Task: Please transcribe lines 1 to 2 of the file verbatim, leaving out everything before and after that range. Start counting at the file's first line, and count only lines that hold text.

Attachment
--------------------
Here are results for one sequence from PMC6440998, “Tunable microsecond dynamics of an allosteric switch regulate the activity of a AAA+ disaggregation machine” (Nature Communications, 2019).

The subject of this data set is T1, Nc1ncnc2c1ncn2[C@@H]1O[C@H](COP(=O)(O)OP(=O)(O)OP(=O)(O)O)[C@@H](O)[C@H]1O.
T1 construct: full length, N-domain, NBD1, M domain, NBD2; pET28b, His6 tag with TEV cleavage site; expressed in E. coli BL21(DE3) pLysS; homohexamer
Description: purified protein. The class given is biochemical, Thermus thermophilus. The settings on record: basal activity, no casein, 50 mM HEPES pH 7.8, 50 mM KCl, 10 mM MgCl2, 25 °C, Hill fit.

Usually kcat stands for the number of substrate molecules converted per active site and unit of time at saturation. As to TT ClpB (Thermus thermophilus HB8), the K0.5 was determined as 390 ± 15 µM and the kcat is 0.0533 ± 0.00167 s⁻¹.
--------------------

Here are results for one sequence from PMC6440998, “Tunable microsecond dynamics of an allosteric switch regulate the activity of a AAA+ disaggregation machine” (Nature Communications, 2019).

The subject of this data set is T1, Nc1ncnc2c1ncn2[C@@H]1O[C@H](COP(=O)(O)OP(=O)(O)OP(=O)(O)O)[C@@H](O)[C@H]1O.